Conch Pearls, the Flamed Pink Queens
Most people have heard of South Sea pearls, freshwater pearls and Mikimoto pearls. These mostly come from oysters and mussels. Natural pearls are extremely rare and incredibly expensive, so ways of culturing pearls have been developed to allow these beautiful organic gemstones to be owned by a greater number of people. Naturally occurring oyster pearls are rare, but there are even rarer pearls that are considered more valuable and command even higher prices.
Rare conch pearls (also pronounced "conk", with the plural "conchs", sounding like "honks"), or "pink pearls" come from conches. A conch is a type of sea snail that has a beautiful spiral-shaped shell. Unlike oysters, it is a gastropod (meaning "stomach foot") with a single shell, rather than a bivalve with two hinged shell parts. Conch shells are often sold as tourist souvenirs in tropical countries such as the Bahamas. The shells are also prized for the sound that they make when pierced and then blown through, as demonstrated by the boys in the novel by William Golding, and movie, "Lord of the Flies". In Victorian times, conch shells were used for the carving of cameos. Conch pearls became popular later, during King Edward's reign and can be seen in some Art Nouveau jewelry pieces. Recently, conch pearls have become popular once again, and have been seen in high jewelry designs. The conch itself is eaten in some countries. A perfect, pink pearl at the end of a plate of conch salad would be a delightful surprise!
Conch pearls are harvested from several types of marine gastropod, including the queen conch. The queen conch comes from tropical waters in the region of the Gulf of Mexico to Brazil. It has the scientific name Strombus gigas and can live for up to 40 years. The queen conch lives in fairly shallow waters of no deeper than around 20 meters. This means that it can be easily harvested. In fact, these creatures have been in decline due to overfishing. Thus, the queen conch is now a threatened species. The fishing of queen conches is regulated in several countries and it is now illegal to harvest the queen conch off the coast of Florida.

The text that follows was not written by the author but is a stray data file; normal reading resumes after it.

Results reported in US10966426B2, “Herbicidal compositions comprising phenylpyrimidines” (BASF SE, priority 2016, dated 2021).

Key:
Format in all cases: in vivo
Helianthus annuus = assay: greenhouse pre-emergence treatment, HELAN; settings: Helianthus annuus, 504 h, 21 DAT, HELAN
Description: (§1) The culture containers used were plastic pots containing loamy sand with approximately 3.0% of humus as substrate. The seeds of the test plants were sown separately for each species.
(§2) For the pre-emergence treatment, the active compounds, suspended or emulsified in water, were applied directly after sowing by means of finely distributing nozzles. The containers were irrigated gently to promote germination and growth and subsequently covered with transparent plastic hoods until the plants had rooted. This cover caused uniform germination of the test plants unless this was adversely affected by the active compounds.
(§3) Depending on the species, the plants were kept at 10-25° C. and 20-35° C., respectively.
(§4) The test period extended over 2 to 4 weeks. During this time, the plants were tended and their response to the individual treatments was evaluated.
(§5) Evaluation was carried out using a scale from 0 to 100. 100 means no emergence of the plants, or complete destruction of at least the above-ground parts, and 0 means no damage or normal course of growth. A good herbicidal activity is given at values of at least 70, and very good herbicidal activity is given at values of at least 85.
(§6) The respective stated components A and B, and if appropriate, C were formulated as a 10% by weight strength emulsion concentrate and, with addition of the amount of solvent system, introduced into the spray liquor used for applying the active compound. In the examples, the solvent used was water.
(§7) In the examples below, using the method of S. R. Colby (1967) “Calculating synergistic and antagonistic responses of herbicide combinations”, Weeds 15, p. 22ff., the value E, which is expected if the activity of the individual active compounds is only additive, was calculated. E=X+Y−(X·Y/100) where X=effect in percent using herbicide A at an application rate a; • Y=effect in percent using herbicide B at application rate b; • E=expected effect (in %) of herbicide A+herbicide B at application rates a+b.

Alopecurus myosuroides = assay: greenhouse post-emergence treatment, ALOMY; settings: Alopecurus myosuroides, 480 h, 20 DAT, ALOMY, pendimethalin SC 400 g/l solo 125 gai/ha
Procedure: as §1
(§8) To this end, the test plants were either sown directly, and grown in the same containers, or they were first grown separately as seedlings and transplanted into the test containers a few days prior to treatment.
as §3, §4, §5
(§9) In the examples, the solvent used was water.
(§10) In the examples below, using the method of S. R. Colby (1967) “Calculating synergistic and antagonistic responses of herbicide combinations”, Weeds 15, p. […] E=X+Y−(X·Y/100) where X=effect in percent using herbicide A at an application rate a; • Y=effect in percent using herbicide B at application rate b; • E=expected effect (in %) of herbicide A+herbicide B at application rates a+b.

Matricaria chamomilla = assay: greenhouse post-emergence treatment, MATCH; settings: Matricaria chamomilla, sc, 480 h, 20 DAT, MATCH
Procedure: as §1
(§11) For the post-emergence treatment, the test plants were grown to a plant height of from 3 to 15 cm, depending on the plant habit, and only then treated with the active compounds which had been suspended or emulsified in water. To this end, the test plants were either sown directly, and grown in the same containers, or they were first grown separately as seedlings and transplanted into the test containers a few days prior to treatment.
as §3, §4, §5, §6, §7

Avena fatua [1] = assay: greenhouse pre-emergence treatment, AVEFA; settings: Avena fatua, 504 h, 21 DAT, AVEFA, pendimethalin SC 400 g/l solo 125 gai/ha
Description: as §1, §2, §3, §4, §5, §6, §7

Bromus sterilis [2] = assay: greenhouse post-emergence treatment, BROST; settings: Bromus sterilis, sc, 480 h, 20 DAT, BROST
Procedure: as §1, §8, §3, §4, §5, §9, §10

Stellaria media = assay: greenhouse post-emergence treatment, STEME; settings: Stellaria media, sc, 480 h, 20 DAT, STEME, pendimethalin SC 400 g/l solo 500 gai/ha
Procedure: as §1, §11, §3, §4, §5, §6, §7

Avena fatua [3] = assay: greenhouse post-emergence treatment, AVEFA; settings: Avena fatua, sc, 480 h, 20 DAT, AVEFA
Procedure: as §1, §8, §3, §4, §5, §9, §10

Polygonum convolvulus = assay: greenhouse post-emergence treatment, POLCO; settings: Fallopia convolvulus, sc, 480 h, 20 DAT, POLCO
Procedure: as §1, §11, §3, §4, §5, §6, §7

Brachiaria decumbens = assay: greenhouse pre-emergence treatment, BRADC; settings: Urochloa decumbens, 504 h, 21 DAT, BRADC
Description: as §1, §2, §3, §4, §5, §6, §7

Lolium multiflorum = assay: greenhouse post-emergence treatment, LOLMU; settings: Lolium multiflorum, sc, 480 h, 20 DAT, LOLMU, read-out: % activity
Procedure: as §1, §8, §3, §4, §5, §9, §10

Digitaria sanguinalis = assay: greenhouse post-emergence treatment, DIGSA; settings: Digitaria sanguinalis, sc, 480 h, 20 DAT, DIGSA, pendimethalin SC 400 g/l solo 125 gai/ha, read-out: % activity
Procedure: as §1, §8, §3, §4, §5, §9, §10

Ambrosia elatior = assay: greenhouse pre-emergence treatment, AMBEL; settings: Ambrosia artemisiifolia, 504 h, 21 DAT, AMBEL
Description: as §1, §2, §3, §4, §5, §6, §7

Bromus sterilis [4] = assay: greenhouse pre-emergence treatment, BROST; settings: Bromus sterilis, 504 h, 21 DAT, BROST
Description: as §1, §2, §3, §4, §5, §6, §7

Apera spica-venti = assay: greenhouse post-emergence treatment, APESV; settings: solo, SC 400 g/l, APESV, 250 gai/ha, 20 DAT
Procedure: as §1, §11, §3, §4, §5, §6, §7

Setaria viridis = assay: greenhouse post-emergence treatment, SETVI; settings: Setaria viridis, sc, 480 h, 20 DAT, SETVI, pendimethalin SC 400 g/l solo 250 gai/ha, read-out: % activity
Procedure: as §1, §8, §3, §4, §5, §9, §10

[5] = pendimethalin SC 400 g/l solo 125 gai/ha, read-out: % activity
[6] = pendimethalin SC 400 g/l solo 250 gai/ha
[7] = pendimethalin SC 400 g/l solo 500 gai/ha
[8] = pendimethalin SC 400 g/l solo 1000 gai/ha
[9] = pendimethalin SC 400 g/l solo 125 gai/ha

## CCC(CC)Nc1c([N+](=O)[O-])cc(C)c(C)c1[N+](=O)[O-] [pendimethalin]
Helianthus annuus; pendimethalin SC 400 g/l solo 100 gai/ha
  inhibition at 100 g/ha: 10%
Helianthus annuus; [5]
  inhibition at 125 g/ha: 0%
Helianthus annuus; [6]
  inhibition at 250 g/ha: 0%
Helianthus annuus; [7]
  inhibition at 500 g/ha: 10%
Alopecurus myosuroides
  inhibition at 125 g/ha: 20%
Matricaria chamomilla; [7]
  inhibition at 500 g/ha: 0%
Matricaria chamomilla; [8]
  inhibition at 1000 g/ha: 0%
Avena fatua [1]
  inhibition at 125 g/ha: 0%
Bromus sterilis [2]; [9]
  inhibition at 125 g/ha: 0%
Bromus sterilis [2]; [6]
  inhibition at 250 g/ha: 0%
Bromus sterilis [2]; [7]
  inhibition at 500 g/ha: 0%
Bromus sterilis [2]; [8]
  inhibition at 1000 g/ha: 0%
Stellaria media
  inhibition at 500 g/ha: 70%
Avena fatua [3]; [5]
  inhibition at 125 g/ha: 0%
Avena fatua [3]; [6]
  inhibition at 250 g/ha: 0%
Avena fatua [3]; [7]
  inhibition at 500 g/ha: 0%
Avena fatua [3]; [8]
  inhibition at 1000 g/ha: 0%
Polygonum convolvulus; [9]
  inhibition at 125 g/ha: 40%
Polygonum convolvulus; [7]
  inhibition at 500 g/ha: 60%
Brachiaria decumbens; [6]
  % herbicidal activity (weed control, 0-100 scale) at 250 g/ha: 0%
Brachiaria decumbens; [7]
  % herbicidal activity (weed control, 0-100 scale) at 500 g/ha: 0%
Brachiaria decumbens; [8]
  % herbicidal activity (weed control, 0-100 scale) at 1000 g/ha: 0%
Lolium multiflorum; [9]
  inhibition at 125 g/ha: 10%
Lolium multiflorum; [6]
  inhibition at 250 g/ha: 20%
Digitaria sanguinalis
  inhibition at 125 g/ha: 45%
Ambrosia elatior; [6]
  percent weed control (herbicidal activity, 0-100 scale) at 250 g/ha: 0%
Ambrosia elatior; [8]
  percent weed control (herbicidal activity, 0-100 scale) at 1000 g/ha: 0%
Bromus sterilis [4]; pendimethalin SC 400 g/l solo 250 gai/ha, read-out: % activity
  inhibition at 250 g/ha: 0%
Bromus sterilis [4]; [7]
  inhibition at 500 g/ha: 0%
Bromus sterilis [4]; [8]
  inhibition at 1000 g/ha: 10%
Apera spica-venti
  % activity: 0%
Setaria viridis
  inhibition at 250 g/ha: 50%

Conch pearls are highly valued for their beautiful color, symmetry, porcellaneous (porcelain-like) luster and attractive oval shape, though they can also occur in baroque (irregular) shapes. The most desirable shape for conch pearls is oval. Some purists argue that conch pearls should not be referred to as "pearls" because they do not exhibit the luster of conventional material from oysters or mussels. The CIBJO (the World Jewellery Confederation) defines conch pearls as "non-nacreous natural pearl consisting of calcium carbonate arranged concentrically in a crossed lamellar microarchitecture... also known as pink pearls".
Conch pearls are best known for being pink, but also occur in white, brown and orange. White conch pearls are extremely rare, and golden yellow conch pearls are known as "golden pearls". The hardness of conch pearls is higher than that of traditional oyster pearls and conch pearls are considered to have a good level of durability. However, like some other gemstones, the color of conch pearls is known to fade after prolonged exposure to direct sunlight, so they are not recommended for everyday jewelry wear.
The surface of some conch pearls has a distinctive pattern and slight iridescence which makes them easily identifiable. This pattern can sometimes be easily seen with the naked eye (see, top image). This is termed "flame structure" and is the result of microcrystalline fibers that are partially aligned. A clearly visible flame pattern is most desirable.
For hundreds of years, it was not possible to culture conch pearls, so these rare gems remain unattainable treasures for most people. This has caused the emergence of some ingenious imitations, such as glass, coral and pieces of shell. The buyer must be careful to avoid such materials.
In 2009, American scientific journals reported the successful development of cultured queen conch pearls by the Florida Atlantic University Harbor Branch Oceanographic Institute (HBOI). This opens up the possibility for the commercial production of cultured conch pearls. Moreover, Dr Héctor Acosta-Salmón and Dr Megan Davis managed to produce cultured pink pearls without sacrificing the life of the queen conch in the process. Perhaps this means that one day in the future, cultured conch pearl gemstones will be available to jewelry lovers all over the world, allowing everybody to enjoy the beauty of pink pearls.
- First Published: January-27-2015
- Last Updated: May-15-2015
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